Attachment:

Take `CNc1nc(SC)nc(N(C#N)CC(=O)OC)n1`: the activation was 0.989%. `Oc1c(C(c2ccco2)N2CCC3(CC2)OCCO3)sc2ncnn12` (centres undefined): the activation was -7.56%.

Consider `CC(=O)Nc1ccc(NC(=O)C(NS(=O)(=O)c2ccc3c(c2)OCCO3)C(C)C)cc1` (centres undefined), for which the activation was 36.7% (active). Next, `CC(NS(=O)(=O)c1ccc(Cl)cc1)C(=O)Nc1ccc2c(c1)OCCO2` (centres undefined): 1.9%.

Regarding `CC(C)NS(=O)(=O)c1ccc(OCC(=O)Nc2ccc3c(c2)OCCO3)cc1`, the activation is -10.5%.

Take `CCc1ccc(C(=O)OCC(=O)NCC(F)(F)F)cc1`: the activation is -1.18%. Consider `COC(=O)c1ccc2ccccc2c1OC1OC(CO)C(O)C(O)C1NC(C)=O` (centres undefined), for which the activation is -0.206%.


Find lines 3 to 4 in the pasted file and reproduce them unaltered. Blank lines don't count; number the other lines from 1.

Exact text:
Regarding `CC(C)NS(=O)(=O)c1ccc(OCC(=O)Nc2ccc3c(c2)OCCO3)cc1`, the activation is -10.5%.

Take `CCc1ccc(C(=O)OCC(=O)NCC(F)(F)F)cc1`: the activation is -1.18%. Consider `COC(=O)c1ccc2ccccc2c1OC1OC(CO)C(O)C(O)C1NC(C)=O` (centres undefined), for which the activation is -0.206%.